Nestlé Answers Concerns about Maggi Noodles, India’s Favourite Brand

(3BL Media/Justmeans) – India’s favourite brand of noodles, Maggi, is undergoing a food safety scare. Authorities in Delhi, the Indian capital, banned the sale of Maggi noodles for 15 days after high levels of lead were found in batches tested in the city and the state of Uttar Pradesh. Now, the government has ordered countrywide tests of samples.

Nestlé India has conducted internal and external tests of 125 million Maggi packets that showed lead levels are well within the limits specified by food regulations and has stated that Maggi noodles are completely safe to eat. In a recent statement the company says, “Unfortunately, recent developments and unfounded concerns about the product have led to an environment of confusion for the consumer, to such an extent that we have decided to withdraw the product off the shelves, despite the product being safe. The trust of our consumers and the safety of our products is our first priority.”

Nestlé India, a subsidiary of Swiss-based Nestle SA, maintains it has strict safety and quality controls in place. The company has also said that it does not "add MSG to Maggi Noodles, and glutamate, if present, may come from naturally occurring sources". The brand is surprised at the reported lead content supposedly found in the compromised samples as it closely monitors lead content as a part of regulatory requirements.

Maggi has an 80 per cent share of India's instant noodle market. It has been called the third “staple,” alongside rice and lentils. The instant noodles arrived in India in 1983 and can be found in corner shops across the country. (Nestlé's relationship with India dates back to 1912, when it launched in the country as The Nestlé Anglo-Swiss Condensed Milk Company [Export]). Maggi is one of the country's best-known and valuable brands. Hugely popular with school and college students, Nestlé's "two-minute" advertising campaign for Maggi, stressing the ease of cooking instant noodles, has made it a household name in India. Its promotional campaign was among the first to recognise the changing profile of middle-class women in metropolitan India. Some of India's biggest Bollywood stars, from Amitabh Bachchan to Madhuri Dixit and Preity Zinta, have all appeared in Maggi advertisements.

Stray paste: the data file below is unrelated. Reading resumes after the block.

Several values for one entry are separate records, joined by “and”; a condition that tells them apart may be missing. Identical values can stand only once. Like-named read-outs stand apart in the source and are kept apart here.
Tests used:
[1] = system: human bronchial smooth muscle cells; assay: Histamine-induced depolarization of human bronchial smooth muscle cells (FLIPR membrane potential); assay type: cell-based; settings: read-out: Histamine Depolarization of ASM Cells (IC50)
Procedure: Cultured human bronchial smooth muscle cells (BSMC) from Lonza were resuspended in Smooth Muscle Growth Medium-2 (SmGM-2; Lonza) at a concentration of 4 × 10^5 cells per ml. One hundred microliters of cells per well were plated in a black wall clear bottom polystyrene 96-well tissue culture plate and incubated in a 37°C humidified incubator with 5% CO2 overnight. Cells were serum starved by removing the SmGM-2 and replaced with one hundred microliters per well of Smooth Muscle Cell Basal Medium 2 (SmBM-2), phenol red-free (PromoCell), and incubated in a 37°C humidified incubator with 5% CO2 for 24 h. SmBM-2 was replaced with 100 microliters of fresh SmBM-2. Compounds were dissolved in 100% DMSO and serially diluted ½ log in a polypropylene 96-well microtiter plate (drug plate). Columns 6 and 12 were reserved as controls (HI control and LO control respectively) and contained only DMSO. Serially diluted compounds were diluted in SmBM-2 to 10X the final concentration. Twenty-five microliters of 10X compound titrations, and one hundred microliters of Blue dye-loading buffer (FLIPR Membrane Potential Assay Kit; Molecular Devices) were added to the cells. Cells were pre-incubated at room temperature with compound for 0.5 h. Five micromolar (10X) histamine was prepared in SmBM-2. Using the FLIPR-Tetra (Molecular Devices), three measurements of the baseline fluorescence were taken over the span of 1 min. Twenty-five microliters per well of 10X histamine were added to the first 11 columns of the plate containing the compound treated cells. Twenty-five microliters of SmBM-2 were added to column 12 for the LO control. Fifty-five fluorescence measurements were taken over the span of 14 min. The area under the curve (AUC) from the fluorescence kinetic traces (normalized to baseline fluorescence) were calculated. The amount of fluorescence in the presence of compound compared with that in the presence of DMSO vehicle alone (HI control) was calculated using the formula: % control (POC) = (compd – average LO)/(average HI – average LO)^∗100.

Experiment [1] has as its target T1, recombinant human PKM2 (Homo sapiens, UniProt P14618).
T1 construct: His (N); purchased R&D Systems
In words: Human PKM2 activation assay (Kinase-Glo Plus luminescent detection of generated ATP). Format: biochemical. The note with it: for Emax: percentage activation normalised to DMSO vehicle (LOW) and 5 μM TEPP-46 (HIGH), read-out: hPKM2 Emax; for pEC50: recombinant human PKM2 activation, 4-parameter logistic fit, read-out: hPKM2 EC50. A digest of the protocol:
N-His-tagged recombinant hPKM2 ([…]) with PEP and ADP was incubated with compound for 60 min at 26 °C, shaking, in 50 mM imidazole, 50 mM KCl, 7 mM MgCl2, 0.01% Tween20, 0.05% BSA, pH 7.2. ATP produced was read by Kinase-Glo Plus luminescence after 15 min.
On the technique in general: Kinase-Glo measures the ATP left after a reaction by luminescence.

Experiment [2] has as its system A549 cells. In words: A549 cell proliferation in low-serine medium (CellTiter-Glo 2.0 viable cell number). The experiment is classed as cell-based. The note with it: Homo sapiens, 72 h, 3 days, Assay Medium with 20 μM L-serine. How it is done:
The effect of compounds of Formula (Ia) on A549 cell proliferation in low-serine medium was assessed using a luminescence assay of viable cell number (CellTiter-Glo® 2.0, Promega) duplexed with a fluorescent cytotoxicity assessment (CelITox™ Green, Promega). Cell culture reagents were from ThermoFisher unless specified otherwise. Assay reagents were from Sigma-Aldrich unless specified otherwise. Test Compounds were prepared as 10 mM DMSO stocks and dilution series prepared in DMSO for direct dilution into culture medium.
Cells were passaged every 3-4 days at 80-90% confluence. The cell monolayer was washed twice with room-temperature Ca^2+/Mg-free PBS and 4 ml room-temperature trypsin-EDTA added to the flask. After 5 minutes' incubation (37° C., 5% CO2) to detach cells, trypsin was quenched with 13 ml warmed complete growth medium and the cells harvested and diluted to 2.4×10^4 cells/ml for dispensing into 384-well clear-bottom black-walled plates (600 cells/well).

This alert is a reminder of Indian consumers’ growing affluence at a time when social media can create a food safety concern in one of the world’s largest populated countries within hours. The temporary ban of Maggi noodles has received prominent coverage in the national media and on social media platforms; Twitter hashtags such as #Maggi, #Maggiban, #Maggiinsoup, #MaggiKeSideEffects have trended in the past few days. The event also shows the importance for companies to respond quickly and transparently to consumer concerns about product quality, as Nestlé is doing.

Photo Credit: Nestlé India